The baseline adjusts to suit the political exigency of the moment, with talking points ready to defend whatever baseline the current circumstance deems more advantageous to the political objective at hand. On the one hand, the Administration demands that the baseline include revenues from the 2001/2003 tax cuts for high incomes for PAYGO purposes. This forces an extension of current tax rates to be offset with spending cuts or tax increases elsewhere when these rates expire. On the other hand, when asked for deficit reduction proposals, the Administration demands that the baseline exclude revenues from 2001/2003 tax relief so that existing law gets treated as a tax increase for the purposes of deficit reduction.
A balanced budget amendment could confront these problems if structured correctly. First, the President and Congress should be forced to use a common baseline so that any change to current policy is scored according to its budgetary impact. This would eliminate the multiple baseline trickery and double-counting that plagues current discussions. Secondly, a single economic and “technical” forecast should be used to ensure balanced budgets are not the product of overly optimistic assumptions about the economy or the growth in entitlement programs. Third, if the integrity of the numbers is assured, the balanced budget requirement should be based on cyclical-adjusted revenues and spending. This means that the budget could be in deficit for the year, but only if an unforeseen recession caused revenues to fall short of forecast or spending to exceed expectations due to increased claims on income support programs.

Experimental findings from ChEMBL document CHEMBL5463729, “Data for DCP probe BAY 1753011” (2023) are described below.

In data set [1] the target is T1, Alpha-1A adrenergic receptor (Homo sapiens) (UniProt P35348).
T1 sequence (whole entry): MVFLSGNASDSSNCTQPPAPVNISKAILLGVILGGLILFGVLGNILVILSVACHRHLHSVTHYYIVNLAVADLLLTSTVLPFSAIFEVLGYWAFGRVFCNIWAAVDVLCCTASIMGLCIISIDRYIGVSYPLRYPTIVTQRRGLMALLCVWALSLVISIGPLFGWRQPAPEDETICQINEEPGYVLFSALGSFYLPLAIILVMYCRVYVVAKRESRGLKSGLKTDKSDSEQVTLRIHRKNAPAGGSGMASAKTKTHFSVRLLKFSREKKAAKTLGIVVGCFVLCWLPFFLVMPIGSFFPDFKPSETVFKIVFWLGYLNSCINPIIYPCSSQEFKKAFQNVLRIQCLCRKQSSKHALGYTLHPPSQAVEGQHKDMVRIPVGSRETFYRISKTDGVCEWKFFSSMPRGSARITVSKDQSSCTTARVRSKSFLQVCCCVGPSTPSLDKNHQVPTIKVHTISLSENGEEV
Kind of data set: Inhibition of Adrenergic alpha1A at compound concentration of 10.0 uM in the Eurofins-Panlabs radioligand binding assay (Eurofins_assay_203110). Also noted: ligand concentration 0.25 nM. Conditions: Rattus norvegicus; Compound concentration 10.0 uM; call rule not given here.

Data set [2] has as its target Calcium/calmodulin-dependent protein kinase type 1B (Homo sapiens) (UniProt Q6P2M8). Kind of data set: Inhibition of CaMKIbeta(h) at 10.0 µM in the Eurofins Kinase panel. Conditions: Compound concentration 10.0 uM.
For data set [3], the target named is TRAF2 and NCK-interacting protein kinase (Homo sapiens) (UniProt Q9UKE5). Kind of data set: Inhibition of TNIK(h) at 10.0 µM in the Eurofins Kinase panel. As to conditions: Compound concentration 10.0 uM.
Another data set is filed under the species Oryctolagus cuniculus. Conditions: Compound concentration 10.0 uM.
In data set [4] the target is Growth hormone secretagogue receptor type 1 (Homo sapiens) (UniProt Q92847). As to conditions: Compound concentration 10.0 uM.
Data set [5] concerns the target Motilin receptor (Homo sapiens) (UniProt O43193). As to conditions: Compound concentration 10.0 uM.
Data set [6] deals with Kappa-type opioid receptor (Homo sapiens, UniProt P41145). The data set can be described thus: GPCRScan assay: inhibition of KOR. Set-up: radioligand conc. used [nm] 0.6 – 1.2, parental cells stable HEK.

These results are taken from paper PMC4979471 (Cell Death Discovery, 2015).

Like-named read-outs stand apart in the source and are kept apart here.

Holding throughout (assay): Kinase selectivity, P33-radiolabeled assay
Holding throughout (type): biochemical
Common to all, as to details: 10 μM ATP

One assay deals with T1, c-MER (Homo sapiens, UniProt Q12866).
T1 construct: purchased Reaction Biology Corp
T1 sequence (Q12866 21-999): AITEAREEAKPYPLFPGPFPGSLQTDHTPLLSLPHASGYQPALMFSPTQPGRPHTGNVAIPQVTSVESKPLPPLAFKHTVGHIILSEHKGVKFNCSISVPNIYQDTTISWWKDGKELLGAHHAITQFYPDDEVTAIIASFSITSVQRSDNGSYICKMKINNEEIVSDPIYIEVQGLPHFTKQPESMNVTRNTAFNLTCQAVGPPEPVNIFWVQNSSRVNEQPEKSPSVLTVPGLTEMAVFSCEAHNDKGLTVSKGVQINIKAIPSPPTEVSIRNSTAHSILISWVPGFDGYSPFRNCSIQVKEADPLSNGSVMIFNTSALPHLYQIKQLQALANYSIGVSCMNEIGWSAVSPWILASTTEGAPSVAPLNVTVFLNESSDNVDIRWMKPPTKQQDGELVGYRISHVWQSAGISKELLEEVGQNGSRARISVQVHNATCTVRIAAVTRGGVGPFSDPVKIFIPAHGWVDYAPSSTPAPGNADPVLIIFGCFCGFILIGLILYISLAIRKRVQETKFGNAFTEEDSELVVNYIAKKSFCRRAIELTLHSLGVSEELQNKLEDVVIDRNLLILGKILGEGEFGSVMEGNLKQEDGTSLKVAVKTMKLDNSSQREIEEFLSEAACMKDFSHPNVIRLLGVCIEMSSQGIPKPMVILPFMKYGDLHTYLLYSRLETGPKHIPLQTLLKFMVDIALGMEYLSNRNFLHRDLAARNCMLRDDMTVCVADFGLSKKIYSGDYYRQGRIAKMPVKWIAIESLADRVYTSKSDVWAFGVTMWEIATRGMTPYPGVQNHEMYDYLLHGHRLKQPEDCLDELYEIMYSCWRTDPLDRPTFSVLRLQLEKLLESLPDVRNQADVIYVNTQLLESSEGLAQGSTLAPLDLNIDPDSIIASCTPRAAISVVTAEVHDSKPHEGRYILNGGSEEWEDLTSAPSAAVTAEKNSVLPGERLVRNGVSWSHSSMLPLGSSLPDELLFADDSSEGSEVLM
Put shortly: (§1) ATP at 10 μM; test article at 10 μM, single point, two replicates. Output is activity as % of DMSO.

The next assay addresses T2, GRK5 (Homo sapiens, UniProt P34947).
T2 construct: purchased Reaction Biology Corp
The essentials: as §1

The last point is perhaps the most important: much of the commentary on the balanced budget amendment focuses on the supposed ignorance of those who’d force the government to tighten fiscal policy in a recession. An increase in tax rates to make up for a decline in taxable economic activity would be a bad thing generally during a time of stress, but discretionary fiscal stimulus has proven to be just as counterproductive. A balanced budget amendment based on cyclically-adjusted budget balance could straddle all of these issues, as it would remove the need to close deficits at inopportune times while also blocking the kind of large, ad hoc increases in transfer payments that have increased the deficit so substantially over the past few years.
If elected officials want robust income support programs, they could include them in the baseline and ensure their costs are paid for over the business cycle. Indeed, the recent Swedish experience suggests that automatic spending provides more bang for the buck. Sweden’s deficit temporarily increased to 1% of GDP in 2009, but quickly rebounded thanks to the automatic nature of the stabilizers. Their budget is back in surplus. Although citing Sweden may instinctively scare some conservatives who are worried about the trends in Scandinavian tax policy, the country’s debt ratio has fallen from over 70% of GDP in 1997 to less than 36% today – thanks largely to a 17% reduction in the size of government over that time frame.
The federal government needs to close both a fiscal and credibility deficit. A strong argument can be made that the best way to accomplish this is through a constitutional amendment that imposes fundamental reform of the budgetary process on the elected branches of government.